Thursday, October 11, 2007

War of the Roses

There are some choices in life for which there is no correct answer: paper vs. plastic, cloth vs. disposable, tastes great vs. less filling. Then there are others which you simply must avoid in the interest of self-preservation since registering your opinion will bring down the wrath of fundamentalists on both sides of the debate: to vaccinate or not to vaccinate, pro-life or pro-choice, Starbuck’s or Tully’s.

I try to avoid these debates. It’s not that I don’t have strong opinions. In fact, it is probably fair to say that I have strong opinions about virtually any topic you should care to mention. But as I grow older I have begun to recognize my limits, and there are hills I just do not care to die on. Unfortunately, along with my new cruising life my husband accidentally thrust us into one of the most vigorous verbal battles of our generation: mono-hull versus multi-hull.

Originally uploaded by toastfloats.
The two camps break down roughly as follows. In the right corner, we have rich and fascinating 500 year history of western European mono-hull sailing. There are literally berzillions of words written on the topic and entire regions of the world devoted to the successful production and maintenance of these vessels. The modern cruising community as we know it started with mono-hulls, and these single-keeled craft still dominate the cruising landscape. Certainly, most of the major authors writing in the trade magazines, publishing their work and delivering seminars at boat shows, began in a mono-hull and remain convinced of their superiority. This camp is championed by a handsome white man, about 50, distinguished, knowledgeable, stylishly dressed for dinner at a seaside restaurant.

Originally uploaded by toastfloats.
In the left corner, we have an eclectic, pan-Pacific 3,000 year history of multi-hull crafts reaching from tiny Polynesian trading trimarans to the stunning, blade sharp 180 foot long hulls of modern racing catamarans. Catamarans enjoy increasing popularity in the charter trade as folks discover how many more relatives you can fit on a 50’ boat with six bedrooms and four heads. As a result production manufacturers appeared on the scene about a decade ago pumping out two-hulled, house boats with a profligacy resembling a rabbit breeding program. This camp is represented by a guy in his early 30’s of indeterminate Heinz-57 varieties ethnicity who casually tossed on a pair of Crocs, Bermuda shorts, and a loose tropical shirt.

Ding ding ding! Round 1 – Safety

Monohull Man: Catamarans break anchor and run aground.

Catamaran Guy: Snort. Everything breaks anchor some day. But when your boat does it, the thing hits shore and flops over like a dead fish. With my boat, we call it beaching and do it on purpose.

Monohull Man: Yes, but your two hulled wonder flips over and stays that way.

Catamaran Guy: Yeah, but your leaner sinks when you put a hole in the hull.

Monohull Man: Ha! Your boat can’t handle the stress of heavy winds!

Catamaran Guy: Fine! But your boat is so deep keeled you can’t get into half as many protected anchorages.

Judgement – I’m going to call this one a draw. Any boat is dangerous in the wrong hands. Any decently well-founded boat is safe if not taken into conditions it can’t handle. Know your boat, watch the weather, and make your decisions based on the conditions rather than the calendar.

Ding Ding Ding! Round 2 – Cost

Monohull Man: Cost per square foot on a catamaran is higher.

Catamaran Guy: What do you want? Two hulls for the price of one? Yeah, sure, it’s a bit pricier, but you can bring the entire gang, invite all your friends, share the cost.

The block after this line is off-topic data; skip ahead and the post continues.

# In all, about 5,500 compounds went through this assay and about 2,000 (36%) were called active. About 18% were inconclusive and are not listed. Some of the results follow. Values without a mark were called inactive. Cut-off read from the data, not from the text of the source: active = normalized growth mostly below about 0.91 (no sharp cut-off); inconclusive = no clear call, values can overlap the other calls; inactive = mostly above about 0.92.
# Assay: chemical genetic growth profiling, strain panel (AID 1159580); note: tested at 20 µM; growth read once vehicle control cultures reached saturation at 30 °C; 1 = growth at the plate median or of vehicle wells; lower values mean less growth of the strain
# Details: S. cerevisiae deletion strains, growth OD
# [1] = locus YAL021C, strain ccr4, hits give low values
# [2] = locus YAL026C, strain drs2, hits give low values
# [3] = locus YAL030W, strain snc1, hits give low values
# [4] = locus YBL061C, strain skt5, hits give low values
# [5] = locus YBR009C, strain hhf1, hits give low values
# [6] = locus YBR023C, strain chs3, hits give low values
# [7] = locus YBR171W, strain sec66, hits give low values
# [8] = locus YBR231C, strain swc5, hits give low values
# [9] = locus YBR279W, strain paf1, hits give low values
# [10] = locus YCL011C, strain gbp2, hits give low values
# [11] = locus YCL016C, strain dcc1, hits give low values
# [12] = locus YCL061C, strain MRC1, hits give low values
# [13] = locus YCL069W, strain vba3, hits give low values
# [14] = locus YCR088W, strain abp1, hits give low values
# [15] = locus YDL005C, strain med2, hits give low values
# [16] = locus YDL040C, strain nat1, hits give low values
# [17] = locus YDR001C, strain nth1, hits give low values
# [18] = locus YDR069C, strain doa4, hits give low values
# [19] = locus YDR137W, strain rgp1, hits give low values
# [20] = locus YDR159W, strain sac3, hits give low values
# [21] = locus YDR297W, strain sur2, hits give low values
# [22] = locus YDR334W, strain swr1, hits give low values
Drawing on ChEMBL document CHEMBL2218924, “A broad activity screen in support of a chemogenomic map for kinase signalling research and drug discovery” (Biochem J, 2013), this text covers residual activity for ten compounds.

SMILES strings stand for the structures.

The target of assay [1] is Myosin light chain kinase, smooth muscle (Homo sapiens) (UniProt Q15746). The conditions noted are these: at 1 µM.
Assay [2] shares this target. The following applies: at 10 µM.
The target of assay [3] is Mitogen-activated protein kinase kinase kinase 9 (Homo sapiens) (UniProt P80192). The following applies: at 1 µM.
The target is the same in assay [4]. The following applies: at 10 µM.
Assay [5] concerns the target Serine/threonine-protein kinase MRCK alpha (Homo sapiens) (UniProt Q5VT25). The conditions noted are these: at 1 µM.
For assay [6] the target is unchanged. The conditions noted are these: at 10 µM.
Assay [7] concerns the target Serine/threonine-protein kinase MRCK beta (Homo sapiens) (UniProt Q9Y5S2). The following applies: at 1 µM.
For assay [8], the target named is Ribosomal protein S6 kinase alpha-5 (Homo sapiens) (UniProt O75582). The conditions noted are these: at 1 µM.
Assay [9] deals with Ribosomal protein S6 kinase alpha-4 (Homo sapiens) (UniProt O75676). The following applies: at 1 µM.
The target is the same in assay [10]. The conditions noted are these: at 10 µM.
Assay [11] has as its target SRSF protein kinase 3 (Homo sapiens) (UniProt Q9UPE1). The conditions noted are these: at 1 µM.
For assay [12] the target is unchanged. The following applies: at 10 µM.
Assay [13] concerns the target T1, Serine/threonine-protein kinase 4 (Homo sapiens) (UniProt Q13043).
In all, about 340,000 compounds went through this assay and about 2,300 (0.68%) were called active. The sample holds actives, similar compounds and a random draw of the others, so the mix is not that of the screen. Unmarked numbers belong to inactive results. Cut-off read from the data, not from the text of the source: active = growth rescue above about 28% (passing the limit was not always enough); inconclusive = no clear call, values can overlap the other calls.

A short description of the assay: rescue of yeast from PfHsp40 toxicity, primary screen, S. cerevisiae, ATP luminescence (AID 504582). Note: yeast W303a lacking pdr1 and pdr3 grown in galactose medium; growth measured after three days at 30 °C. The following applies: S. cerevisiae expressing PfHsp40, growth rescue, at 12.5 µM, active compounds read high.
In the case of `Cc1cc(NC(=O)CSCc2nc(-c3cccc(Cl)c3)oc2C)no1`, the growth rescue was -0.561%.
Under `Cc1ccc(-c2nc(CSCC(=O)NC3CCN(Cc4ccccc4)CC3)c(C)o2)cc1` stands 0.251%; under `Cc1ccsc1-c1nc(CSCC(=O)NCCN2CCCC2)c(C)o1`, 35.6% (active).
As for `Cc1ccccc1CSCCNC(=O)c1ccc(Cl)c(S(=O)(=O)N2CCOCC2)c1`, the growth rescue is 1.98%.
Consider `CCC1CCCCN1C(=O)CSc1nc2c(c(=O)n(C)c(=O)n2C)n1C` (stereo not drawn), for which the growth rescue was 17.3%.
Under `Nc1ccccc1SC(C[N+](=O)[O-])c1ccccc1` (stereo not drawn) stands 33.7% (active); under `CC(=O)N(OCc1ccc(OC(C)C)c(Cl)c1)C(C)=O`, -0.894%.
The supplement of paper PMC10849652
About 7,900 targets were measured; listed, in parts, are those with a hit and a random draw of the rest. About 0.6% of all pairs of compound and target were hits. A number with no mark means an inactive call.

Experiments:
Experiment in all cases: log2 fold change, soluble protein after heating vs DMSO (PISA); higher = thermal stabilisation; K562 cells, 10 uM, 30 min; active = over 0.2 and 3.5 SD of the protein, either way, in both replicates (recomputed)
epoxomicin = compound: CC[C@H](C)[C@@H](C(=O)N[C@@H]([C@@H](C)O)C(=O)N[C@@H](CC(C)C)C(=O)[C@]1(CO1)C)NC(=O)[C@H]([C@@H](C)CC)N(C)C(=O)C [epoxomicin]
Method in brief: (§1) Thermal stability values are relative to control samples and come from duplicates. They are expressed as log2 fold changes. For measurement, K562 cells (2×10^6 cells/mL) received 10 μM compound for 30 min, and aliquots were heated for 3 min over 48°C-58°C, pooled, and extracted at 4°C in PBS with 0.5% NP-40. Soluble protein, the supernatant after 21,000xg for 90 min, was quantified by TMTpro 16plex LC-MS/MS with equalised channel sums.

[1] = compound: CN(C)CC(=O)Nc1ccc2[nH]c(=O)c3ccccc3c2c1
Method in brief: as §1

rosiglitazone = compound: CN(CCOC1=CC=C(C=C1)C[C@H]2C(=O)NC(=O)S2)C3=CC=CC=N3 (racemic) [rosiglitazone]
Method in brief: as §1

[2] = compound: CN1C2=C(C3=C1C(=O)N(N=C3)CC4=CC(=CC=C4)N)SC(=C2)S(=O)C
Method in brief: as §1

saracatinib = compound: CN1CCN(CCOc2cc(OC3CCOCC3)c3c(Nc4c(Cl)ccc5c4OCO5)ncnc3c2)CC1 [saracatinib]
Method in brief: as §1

Monohull Man: Two engines, two electrical systems, two hulls to paint. Need I say more?

Catamaran Guy: Yeah, how about you sing the Safety Dance? Re-dun-dan-cy, babe. You keep harping about safety… how about the safety of having two engines?

Monohull Man: Dock space for those enormous floating turtles is hard to find and more expensive.

Catamaran Guy: Dude, there you are flat out smoking crack. You pay by the foot at most guest docks, and my boat’s a good fifteen feet shorter than yours. You want to park that long tube in a marina for months, your problem. You want to anchor out, ride the non-existent waves of my boat.

Judgement – Round 2 to Monohull Man. No question cats are more expensive in dozens of different ways. It takes a well-heeled dreamer to afford the space and comfort. It’s also true, though, that there ways to reduce the cost of cat ownership including anchoring out more and in greater comfort even in choppy weather.

Ding Ding Ding! Round 3 – Comfort

Catamaran Guy: We aren’t really going to have this conversation, are we?

Monohull Man: Well…um… no.

Judgement – Round 3 to Catamaran Guy. Only the most hardened and fanatic monohull manic will tell you the single hull life life is more comfortable. They’ll try to spin a yarn about rocking horse motion and booming against the bridge deck. It’s sour grapes.

Ding Ding Ding! Final Round – Performance

Monohull Man: Can we skip this one too?

Catamaran Guy: Yeah.

Judgement – Final round goes to neither actually. While sailors agree in principle that cats should be faster than monohulls, the truth is neither category takes the prize here. Our lovely Lagoon is a complete lazy bag and couldn’t win a race if her very existence depended on it. She truly is a floating house. On the other hand, catamarans are handily winning major races around the world with their longer water lines and lean lines. Performance is about a specific design not about whether there is one hull or two. You’d be hard pressed, however, to find a trimaran that doesn’t blow past all the competition at faster than wind speed.

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So who wins this War of the Roses? Those who buy a boat and go.

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